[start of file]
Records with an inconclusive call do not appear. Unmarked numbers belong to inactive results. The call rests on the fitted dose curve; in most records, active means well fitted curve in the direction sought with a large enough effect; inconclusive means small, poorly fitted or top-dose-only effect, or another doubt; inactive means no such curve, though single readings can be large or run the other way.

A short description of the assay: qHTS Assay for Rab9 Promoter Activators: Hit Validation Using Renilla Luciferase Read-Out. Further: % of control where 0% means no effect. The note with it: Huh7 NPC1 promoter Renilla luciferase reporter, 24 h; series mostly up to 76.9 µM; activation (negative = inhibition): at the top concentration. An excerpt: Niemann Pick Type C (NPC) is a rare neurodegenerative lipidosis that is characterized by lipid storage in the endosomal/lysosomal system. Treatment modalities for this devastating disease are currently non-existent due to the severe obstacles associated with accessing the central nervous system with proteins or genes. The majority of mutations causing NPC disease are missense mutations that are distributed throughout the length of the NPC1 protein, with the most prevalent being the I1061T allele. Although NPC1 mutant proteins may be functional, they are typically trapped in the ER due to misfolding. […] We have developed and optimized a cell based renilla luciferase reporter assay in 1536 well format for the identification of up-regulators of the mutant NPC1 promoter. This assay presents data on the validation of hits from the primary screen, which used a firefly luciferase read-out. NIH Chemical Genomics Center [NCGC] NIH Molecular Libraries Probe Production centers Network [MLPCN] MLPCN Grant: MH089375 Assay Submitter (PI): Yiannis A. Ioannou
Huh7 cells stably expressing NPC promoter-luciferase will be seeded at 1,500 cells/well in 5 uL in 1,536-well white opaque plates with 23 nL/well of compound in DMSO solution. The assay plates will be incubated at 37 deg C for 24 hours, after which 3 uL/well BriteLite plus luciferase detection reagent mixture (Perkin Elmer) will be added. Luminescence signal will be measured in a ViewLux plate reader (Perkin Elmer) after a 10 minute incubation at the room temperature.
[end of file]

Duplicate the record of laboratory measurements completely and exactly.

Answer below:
Records with an inconclusive call do not appear. Unmarked numbers belong to inactive results. The call rests on the fitted dose curve; in most records, active means well fitted curve in the direction sought with a large enough effect; inconclusive means small, poorly fitted or top-dose-only effect, or another doubt; inactive means no such curve, though single readings can be large or run the other way.

A short description of the assay: qHTS Assay for Rab9 Promoter Activators: Hit Validation Using Renilla Luciferase Read-Out. Further: % of control where 0% means no effect. The note with it: Huh7 NPC1 promoter Renilla luciferase reporter, 24 h; series mostly up to 76.9 µM; activation (negative = inhibition): at the top concentration. An excerpt: Niemann Pick Type C (NPC) is a rare neurodegenerative lipidosis that is characterized by lipid storage in the endosomal/lysosomal system. Treatment modalities for this devastating disease are currently non-existent due to the severe obstacles associated with accessing the central nervous system with proteins or genes. The majority of mutations causing NPC disease are missense mutations that are distributed throughout the length of the NPC1 protein, with the most prevalent being the I1061T allele. Although NPC1 mutant proteins may be functional, they are typically trapped in the ER due to misfolding. […] We have developed and optimized a cell based renilla luciferase reporter assay in 1536 well format for the identification of up-regulators of the mutant NPC1 promoter. This assay presents data on the validation of hits from the primary screen, which used a firefly luciferase read-out. NIH Chemical Genomics Center [NCGC] NIH Molecular Libraries Probe Production centers Network [MLPCN] MLPCN Grant: MH089375 Assay Submitter (PI): Yiannis A. Ioannou
Huh7 cells stably expressing NPC promoter-luciferase will be seeded at 1,500 cells/well in 5 uL in 1,536-well white opaque plates with 23 nL/well of compound in DMSO solution. The assay plates will be incubated at 37 deg C for 24 hours, after which 3 uL/well BriteLite plus luciferase detection reagent mixture (Perkin Elmer) will be added. Luminescence signal will be measured in a ViewLux plate reader (Perkin Elmer) after a 10 minute incubation at the room temperature.